The Rise of the Synths (2020)

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Screening as part of the 2020 Perth Revelation Film Festival’s COUCHED online line-up from July 9th-19th. To purchase tickets, see schedules and additional information visit the official page HERE 

RevCouched Revelation Film Festival 2020

THE RISE OF THE SYNTHS (2020)

A review by Adam Lovett

Writer/Director: Ivan Castell
Starring: John Carpenter, Carpenter Brut, Power Glove, Gunship, Miami 1984, Stallone 80, Gost

Nostalgia. In 2020 it’s a term that tends to be assigned as criticism. A shorthand for derivative, vapid art aimed at an audiences arrested development. Living in the past and achieving entertainment value only for those cursed by it. So, before I even begin this review let me just confess that around the neon soaked virtual halls of Film Frak the word “nostalgia” is not a negative in and of itself. How can it be when anyone who listens to our podcast knows of our undying love for synth soundtracks, the age of VHS tapes and the pop culture of our childhoods. Just listen to that Tim Fife original theme music opening every show. Hell, both of us took a road trip to see John Carpenter live in NYC only a couple of years back. My point, only to contextualize that I’m the target audience for this film.

Now let’s begin discussing THE RISE OF THE SYNTHS.

Nostalgia. It’s the driving force, the primary influence behind the Synthwave movement that is being examined in this crowd funded documentary. Every individual featured is unashamedly, nay proudly fuelled by nostalgia for the 80’s, its cinema scores and aesthetics. Giorgio Moroder, Tangerine Dream, Vangelis, Jean-Michel Jarre, Goblin etc. are soundscape Gods to be emulated.

As the movie opens, we hop in a time travelling DeLorean (of course) piloted by the ‘synth rider’ (Rubén Martínez). An audio tape is popped into the cars’ cassette player and the familiar voice of his holiness, John Carpenter announces he will be our narrator for the duration of this sonic journey. Our first stop, the present day.

Here we meet an assortment of big names associated with and defining the retro Synthwave. Australia’s own Melbourne based duo Power Glove, France’s enigmatic Carpenter Brut, London’s 80’s Stallone, Canada’s Miami Nights 1984, Gost out of Texas and many more. This opening chapter plays like a mix-tape of introductions, a somewhat random array of talking heads explaining how they define the genre. It’s made clear this is a synthesized musical passion that is growing and entering the mainstream courtesy of film, TV and videogame scores like DRIVE, STRANGER THINGS and IT FOLLOWS.

From there we take quantum leaps back and forth in time tracing the origins of rebirth and the roots, the original pioneers that have resonated so strongly among these Moog lovin’ aficionados.

It’s agreed that it was around 2009 via the Myspace era that this throwback to the decade of MIAMI VICE, Sly Stallone and ESCAPE FROM NEW YORK really awakened. These were artists yet to discover that others shared their passion. That were, and in most cases still do it for the love of the era.

It’s fascinating that though these artists are from all around the globe, in many cases unaware of each others existence beyond social media, they share personality traits that transcend their native language, culture or geography. The obvious one is the aforementioned nostalgia, but equally prevalent is the guises of anonymity many choose. For some the Daft Punk style mystery is a “fashion” choice. Others claim it’s in aide of focusing on the music, not the identity. Some it seems allows the freedom to create without being individually judged.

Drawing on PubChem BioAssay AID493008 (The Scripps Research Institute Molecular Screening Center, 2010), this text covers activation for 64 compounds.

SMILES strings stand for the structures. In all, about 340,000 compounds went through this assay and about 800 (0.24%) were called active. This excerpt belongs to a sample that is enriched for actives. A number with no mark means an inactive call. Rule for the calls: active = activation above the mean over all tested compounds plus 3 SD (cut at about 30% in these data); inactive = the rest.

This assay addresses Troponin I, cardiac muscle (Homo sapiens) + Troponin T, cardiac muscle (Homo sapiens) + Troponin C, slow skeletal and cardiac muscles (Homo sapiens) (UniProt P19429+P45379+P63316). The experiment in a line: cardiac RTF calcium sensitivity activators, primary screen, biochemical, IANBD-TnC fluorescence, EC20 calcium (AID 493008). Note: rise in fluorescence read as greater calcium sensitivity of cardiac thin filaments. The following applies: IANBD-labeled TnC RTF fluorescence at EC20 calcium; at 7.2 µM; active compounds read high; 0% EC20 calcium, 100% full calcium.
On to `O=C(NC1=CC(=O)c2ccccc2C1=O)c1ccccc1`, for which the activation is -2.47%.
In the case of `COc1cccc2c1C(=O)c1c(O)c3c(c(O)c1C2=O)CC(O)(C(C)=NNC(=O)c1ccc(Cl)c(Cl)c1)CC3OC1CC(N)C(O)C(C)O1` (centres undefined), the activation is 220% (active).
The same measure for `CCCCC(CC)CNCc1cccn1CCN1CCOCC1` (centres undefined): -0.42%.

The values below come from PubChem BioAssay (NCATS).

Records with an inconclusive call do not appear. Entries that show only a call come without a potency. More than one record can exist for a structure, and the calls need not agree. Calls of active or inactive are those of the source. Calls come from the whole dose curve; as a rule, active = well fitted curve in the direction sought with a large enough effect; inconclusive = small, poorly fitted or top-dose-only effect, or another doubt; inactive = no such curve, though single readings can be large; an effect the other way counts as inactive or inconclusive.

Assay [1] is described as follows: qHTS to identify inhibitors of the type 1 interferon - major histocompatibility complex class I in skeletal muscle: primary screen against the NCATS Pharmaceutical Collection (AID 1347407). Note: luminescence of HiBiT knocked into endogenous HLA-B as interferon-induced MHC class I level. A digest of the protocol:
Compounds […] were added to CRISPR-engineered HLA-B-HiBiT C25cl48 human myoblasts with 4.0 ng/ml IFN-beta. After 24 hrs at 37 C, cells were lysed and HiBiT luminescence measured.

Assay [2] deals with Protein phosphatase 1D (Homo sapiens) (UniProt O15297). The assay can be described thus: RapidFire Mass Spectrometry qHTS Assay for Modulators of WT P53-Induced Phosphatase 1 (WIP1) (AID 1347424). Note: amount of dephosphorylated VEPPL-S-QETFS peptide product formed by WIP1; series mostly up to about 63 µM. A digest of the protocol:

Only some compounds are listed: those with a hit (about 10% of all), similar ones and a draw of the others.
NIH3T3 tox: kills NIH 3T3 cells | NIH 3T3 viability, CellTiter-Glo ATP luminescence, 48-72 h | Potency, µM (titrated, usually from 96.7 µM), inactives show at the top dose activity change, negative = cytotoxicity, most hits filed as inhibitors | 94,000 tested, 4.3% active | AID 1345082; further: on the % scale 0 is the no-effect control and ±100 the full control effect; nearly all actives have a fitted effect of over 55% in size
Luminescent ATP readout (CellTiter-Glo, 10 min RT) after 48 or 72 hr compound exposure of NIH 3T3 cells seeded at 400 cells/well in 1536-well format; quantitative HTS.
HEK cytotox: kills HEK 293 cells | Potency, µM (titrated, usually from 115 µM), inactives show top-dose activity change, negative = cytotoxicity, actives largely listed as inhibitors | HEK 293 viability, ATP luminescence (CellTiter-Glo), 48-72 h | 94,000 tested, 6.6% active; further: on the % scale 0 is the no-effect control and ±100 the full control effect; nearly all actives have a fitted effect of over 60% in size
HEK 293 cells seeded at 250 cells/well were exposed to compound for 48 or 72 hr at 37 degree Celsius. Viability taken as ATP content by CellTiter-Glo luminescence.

That the film doesn’t dive into the psychology behind these traits, the tribalism and hive mind that seems to have emerged without external individual contact seems like a missed opportunity to truly explore the essence of the those composing the sound.. While the film admittedly tries, an examination of 80’s nostalgia seems long overdue in this READY PLAYER ONE age too. It would have been compelling to hear a more objective academic voice postulating on the phenomenon. There is no denying the film at times offered a somewhat uncomfortable mirror for this viewer that could have been exploited to add psychological dimension.

Writer/Director Ivan Castell clearly has a love for his subject. He understands the appeal of the music and neon lights, it’s pulsing electronic soundtrack and cinematography used effectively to create a layered atmosphere brimming with appropriate aesthetic appeal. However, it’s non-linear telling at times feels muddled rather than amplifying it’s aims.

Ultimately the film caters to its target demographic almost exclusively. Those unfamiliar with the synth wave revolution may find this a worthwhile primer but its those already established devotees that are truly going to get the most joy and for them it is must-see. I may have already known Carpenter Brut, Gunship and Kravinsky but would be lying if I didn’t admit to excitedly writing down a few new names from the end credits to source out once the film was done. Now to find that soundtrack…preferably on cassette!

Watch the trailer for THE RISE OF THE SYNTHS

 

2 comments to The Rise of the Synths (2020)

  • Geo  says:

    Thanks for this review! Adding this to my “must watch” list.

    • FilmFrak  says:

      You’re welcome. Will you be watching it as part of Rev Couched?

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